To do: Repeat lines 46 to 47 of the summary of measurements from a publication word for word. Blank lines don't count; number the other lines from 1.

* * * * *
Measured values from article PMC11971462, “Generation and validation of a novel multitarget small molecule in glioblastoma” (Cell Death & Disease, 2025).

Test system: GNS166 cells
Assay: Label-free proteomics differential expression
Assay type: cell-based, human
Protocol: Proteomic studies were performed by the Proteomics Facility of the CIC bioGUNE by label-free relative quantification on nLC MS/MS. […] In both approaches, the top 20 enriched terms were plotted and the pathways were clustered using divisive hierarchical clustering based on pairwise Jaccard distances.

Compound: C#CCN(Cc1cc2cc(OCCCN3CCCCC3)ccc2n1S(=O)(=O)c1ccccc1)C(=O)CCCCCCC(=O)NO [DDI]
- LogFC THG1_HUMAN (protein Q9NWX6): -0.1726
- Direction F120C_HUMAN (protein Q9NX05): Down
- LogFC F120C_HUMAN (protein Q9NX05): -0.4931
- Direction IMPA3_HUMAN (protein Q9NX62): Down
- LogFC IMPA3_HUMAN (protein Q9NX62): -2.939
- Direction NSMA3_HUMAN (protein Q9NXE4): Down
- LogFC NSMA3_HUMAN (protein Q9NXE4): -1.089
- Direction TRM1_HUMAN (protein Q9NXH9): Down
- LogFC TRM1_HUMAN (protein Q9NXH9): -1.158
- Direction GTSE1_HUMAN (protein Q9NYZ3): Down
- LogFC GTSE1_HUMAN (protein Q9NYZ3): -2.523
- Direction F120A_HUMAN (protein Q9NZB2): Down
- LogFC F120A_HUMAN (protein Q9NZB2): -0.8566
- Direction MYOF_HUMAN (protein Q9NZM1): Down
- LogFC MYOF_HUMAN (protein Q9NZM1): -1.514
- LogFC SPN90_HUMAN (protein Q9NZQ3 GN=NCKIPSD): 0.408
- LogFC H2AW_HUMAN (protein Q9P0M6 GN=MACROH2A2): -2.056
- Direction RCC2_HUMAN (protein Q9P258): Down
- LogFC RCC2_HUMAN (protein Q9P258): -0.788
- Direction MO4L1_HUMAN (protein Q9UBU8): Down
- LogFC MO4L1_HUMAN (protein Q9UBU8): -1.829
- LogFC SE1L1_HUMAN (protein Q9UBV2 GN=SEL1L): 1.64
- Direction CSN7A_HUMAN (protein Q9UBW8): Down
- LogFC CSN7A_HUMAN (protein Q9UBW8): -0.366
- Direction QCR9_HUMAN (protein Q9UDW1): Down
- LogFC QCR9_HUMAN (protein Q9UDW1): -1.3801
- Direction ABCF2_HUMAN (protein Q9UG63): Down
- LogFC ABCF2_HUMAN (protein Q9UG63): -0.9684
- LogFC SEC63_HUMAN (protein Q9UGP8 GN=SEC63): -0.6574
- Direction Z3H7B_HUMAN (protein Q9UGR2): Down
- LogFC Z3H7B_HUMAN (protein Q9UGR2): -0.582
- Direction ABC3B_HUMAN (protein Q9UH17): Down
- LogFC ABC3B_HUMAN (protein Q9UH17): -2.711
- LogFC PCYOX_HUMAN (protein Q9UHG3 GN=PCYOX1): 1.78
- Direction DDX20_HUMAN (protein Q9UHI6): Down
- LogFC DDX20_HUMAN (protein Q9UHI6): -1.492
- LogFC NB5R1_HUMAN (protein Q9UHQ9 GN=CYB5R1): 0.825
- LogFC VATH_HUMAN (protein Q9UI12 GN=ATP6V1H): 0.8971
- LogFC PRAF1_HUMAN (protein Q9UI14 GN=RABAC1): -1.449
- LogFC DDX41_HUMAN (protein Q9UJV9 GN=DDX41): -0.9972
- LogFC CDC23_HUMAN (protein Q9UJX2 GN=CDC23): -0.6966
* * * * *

- LogFC DDX41_HUMAN (protein Q9UJV9 GN=DDX41): -0.9972
- LogFC CDC23_HUMAN (protein Q9UJX2 GN=CDC23): -0.6966